ESIABA IROBI is Associate Professor of International Theatre/Performance Studies at Ohio University, Athens. His groundbreaking book: A Theatre for Cannibals: Resisting Globalization on the Continent and Diaspora since 1441 will be published by Palgrave Macmillan, London, in 2007. He has been invited to be an External Resident Fellow at the prestigious Dartmouth College Humanities Institute for the 2007-2008 academic year.
CHIKE JEFFERS is a graduate student in the Ph.D. program of the Philosophy Department at Northwestern University. His interests are in Africana philosophy, social and political philosophy, ethics, philosophy of religion and aesthetics. He is originally from Toronto, Ontario, Canada.
CATHERINE JOHN is Associate Professor of African Diaspora Literary and Cultural Studies at the University of Oklahoma. Her book Clear Word and Third Sight: Folk Groundings and Diasporic Consciousness in African Caribbean Writing was co-published by Duke University Press and UWI Press in 2003. She has published several articles on Caribbean literature and culture and her current book project is entitled The Just Society and the Diasporic Imagination. She spends her summer working in Woodside, St. Mary, Jamaica helping with a summer school for children and participating in the community's emancipation celebration.
KENNETH KNIES is a doctoral student in philosophy at Stony Brook University. His areas of focus are phenomenology and ancient philosophy. He is also a contributing editor for Political Affairs magazine.
EDIZON LEÓN is a photographer and coordinator of the Fondo Documental Afro-Andino at the Universidad Andina Simón Bolivar in Quito, Ecuador. In 2006, he was curator of the photo exhibit “The Color of the Diaspora” presented at the Cultural Center of the Catholic University of Ecuador and the University of Tennessee in Knoxville. He is currently completing his doctorate at the Universidad Andina Simón Bolivar with a focus on Maroon thought.
REKHA MENON is Associate Professor of Art History at State University of New York, Buffalo State. She is the author of Seductive Aesthetics of Post Colonialism (forthcoming). Her area of research focuses on current philosophical investigations in colonial and neocolonial aspects of Indian art, artistic/cultural practices and philosophies and their relationship to Western arts and philosophies. Her manuscripts under review are: Ashamed of Our Nakedness, Is There Ever a Naked Body? Ambivalence in Contemporary Indian Expressive Aesthetics and Insatiable Desire.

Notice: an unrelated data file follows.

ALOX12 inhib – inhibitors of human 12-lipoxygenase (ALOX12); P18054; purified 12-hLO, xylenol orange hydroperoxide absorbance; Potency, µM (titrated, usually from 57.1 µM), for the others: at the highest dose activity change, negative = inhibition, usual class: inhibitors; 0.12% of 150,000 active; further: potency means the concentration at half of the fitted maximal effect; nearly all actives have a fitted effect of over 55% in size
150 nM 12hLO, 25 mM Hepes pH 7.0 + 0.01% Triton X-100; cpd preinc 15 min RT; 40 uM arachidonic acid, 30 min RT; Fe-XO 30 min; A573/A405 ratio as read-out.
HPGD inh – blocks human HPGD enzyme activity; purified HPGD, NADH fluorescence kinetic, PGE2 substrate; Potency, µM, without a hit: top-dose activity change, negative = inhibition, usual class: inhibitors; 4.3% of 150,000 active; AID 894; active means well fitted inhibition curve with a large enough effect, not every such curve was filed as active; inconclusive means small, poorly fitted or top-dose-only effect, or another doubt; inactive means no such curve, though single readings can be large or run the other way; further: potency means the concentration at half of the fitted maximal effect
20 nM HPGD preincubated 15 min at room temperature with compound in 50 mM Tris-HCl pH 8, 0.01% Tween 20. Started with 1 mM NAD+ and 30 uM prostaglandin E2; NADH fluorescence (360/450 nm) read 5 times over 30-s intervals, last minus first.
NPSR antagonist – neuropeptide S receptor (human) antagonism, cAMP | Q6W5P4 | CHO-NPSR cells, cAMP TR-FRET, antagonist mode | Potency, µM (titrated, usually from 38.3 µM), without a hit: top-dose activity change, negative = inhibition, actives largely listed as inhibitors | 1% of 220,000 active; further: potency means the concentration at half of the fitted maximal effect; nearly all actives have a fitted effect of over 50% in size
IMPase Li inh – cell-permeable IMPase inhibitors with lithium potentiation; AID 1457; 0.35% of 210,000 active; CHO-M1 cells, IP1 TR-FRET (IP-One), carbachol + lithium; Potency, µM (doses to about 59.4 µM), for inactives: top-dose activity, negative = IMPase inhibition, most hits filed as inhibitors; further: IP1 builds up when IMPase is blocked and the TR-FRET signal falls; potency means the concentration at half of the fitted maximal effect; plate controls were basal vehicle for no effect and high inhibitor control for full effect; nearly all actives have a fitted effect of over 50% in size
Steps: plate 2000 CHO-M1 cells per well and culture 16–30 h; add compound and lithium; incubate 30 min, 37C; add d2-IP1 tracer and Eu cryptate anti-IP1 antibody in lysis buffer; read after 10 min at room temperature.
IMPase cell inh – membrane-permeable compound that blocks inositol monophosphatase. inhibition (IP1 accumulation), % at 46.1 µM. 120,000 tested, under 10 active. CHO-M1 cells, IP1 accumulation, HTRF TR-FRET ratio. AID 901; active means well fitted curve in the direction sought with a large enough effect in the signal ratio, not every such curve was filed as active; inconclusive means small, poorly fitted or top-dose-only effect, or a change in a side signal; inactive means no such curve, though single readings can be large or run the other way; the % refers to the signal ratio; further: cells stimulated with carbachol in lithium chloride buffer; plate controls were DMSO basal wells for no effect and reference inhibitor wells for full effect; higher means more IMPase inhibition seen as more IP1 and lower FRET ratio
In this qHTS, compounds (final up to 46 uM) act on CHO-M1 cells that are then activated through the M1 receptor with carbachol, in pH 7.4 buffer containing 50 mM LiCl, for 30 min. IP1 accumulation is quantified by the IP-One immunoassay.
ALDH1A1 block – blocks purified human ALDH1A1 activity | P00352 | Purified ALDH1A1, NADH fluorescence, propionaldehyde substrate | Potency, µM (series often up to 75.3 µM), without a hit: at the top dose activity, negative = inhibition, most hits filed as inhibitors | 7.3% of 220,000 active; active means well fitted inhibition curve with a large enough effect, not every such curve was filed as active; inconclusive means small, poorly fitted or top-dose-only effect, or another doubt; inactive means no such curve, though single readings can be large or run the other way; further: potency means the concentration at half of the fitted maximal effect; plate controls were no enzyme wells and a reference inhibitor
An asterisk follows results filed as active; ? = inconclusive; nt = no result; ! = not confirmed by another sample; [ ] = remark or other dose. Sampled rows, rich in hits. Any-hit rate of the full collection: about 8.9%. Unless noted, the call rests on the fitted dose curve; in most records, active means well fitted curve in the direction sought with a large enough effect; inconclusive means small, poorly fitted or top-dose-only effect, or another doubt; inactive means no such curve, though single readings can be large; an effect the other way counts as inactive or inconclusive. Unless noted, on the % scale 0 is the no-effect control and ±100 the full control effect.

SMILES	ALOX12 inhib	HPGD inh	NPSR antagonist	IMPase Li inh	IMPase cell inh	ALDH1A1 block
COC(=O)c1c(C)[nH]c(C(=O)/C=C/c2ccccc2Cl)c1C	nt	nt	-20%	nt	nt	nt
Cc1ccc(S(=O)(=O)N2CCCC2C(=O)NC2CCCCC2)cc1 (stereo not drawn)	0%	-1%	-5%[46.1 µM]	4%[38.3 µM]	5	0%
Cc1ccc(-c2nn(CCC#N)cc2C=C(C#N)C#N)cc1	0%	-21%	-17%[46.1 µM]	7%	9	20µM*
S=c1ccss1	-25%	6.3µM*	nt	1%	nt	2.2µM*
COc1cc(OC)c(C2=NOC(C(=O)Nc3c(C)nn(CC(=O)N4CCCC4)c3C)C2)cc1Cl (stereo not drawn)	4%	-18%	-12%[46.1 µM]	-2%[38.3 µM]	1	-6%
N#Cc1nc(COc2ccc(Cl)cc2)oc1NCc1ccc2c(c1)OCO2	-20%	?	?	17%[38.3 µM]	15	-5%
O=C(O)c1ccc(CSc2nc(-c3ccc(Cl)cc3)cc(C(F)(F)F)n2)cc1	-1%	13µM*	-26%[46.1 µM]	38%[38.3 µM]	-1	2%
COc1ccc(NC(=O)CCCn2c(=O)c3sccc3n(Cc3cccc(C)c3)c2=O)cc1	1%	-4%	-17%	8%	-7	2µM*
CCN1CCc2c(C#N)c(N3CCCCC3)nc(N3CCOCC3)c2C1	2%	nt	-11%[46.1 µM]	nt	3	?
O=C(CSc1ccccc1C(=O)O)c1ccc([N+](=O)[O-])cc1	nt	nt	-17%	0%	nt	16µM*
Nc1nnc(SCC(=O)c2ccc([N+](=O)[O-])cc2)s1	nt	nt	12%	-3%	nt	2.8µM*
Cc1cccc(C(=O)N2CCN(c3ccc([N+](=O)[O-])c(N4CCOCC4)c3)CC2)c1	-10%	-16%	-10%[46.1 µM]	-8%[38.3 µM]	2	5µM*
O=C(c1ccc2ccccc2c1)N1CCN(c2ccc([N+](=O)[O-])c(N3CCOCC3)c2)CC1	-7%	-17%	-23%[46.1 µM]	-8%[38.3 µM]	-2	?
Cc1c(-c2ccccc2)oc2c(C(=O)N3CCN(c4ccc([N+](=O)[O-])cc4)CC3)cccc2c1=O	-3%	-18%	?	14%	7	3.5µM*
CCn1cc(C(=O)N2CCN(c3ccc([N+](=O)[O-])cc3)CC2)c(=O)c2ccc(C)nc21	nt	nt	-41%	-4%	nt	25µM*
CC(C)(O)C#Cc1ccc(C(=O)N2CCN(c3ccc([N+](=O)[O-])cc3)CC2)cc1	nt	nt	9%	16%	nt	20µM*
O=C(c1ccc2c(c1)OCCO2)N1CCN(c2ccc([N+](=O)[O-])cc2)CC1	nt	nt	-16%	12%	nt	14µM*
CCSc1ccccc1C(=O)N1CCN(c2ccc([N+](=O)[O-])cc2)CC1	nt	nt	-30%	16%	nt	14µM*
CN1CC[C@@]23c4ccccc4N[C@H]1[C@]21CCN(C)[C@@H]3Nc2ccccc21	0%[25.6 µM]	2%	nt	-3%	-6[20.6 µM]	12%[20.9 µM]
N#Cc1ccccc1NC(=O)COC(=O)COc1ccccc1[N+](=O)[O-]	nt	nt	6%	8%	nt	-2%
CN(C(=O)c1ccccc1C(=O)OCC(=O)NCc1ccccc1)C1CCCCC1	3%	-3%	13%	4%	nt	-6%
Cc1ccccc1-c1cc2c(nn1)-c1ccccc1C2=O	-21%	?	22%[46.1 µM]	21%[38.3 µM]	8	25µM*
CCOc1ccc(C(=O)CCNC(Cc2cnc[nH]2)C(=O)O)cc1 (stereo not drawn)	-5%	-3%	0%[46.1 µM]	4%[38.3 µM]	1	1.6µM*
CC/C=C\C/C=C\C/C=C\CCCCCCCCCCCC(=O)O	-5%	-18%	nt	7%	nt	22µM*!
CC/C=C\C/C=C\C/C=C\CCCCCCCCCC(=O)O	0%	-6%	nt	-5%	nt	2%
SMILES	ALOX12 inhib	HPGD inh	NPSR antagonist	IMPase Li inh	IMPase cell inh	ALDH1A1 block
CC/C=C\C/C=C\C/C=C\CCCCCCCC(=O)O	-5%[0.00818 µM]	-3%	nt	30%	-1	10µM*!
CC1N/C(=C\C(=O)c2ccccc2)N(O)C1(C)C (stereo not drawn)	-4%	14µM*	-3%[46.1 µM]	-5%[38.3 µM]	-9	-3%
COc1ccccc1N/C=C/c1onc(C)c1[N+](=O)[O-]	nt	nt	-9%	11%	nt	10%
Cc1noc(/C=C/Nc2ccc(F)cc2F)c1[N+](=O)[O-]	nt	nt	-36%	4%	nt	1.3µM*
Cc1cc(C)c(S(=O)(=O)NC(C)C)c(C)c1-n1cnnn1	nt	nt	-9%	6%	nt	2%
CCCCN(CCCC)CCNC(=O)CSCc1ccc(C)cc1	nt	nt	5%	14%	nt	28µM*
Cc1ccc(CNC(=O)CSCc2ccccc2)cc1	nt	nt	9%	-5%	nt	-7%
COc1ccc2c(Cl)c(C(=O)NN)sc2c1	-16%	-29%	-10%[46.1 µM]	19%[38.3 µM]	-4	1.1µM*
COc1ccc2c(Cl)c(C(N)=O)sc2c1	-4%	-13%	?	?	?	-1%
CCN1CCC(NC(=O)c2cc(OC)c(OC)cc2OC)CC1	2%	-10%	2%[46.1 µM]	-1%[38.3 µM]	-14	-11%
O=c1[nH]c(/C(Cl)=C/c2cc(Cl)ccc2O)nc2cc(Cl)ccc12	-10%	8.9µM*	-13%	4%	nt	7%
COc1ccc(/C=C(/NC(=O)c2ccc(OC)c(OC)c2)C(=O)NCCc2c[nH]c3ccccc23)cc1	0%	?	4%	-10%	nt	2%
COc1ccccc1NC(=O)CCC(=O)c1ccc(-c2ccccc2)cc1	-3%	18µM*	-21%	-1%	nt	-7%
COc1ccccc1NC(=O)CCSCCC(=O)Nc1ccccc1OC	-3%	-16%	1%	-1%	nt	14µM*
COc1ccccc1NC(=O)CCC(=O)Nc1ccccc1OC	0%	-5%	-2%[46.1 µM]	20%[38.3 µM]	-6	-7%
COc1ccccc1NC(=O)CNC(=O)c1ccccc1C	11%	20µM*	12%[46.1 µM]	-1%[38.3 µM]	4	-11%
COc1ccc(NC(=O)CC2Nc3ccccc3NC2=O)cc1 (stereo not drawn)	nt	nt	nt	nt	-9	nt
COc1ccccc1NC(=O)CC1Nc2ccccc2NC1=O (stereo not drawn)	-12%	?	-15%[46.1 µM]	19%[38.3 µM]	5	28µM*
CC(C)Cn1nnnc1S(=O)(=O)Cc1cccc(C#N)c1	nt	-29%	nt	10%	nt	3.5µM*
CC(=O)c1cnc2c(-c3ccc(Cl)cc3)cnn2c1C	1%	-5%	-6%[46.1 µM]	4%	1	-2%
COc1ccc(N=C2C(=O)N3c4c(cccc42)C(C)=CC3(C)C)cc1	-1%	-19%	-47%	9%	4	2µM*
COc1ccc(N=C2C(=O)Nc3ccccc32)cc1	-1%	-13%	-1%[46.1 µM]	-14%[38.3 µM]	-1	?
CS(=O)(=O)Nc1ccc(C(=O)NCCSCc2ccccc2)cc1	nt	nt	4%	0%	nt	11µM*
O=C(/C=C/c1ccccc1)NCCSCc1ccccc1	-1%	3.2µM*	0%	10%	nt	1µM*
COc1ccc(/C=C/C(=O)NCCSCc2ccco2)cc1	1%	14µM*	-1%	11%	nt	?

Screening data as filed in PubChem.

MICHAEL R. MICHAU is a Ph.D. candidate in the Philosophy and Literature Program at Purdue University, and during the 2006-2007 school year, a lecturer in the Department of Comparative Studies and Department of Philosophy at Ohio State University. He is the co-founder and co-secretary of the North American Levinas Society.
CHARLES W. MILLS is Distinguished Professor of Philosophy at the University of Illinois at Chicago. He works in the general area of oppositional political theory, and is the author of numerous articles and three books: The Racial Contract (Cornell University Press, 1997), Blackness Visible: Essays on Philosophy and Race (Cornell University Press, 1998), and From Class to Race: Essays in White Marxism and Black Radicalism (Rowman and Littlefield, 2003).
MABOGO P. MORE is currently Associate Professor of Philosophy at the University of KwaZulu-Natal, South Africa. He has published articles on African philosophy and social and political philosophy in a number of academic journals, such as South African Journal of Philosophy, Dialogue and Universalism, Alternation, Theoria, and African Journal of Political Science.
MARILYN NISSIM-SABAT, Ph.D., M.S.W. is Professor Emerita and Adjunct Professor of Philosophy, Lewis University. Dr. Nissim-Sabat is also a psychotherapist in private practice. She is the author of numerous book chapters and papers in the fields of philosophy (Husserlian phenomenology), psychoanalysis, feminism, and critical race theory. Citations of her works can be found on her website: marilynnissim-sabat.com.
FREDERICK OCHIENG’-ODHIAMBO is a Senior Lecturer of Philosophy and Coordinator of the discipline at The University of the West Indies, Cave Hill, Barbados. His major research areas are African philosophy and social philosophy. He has published several articles on philosophic sagacity.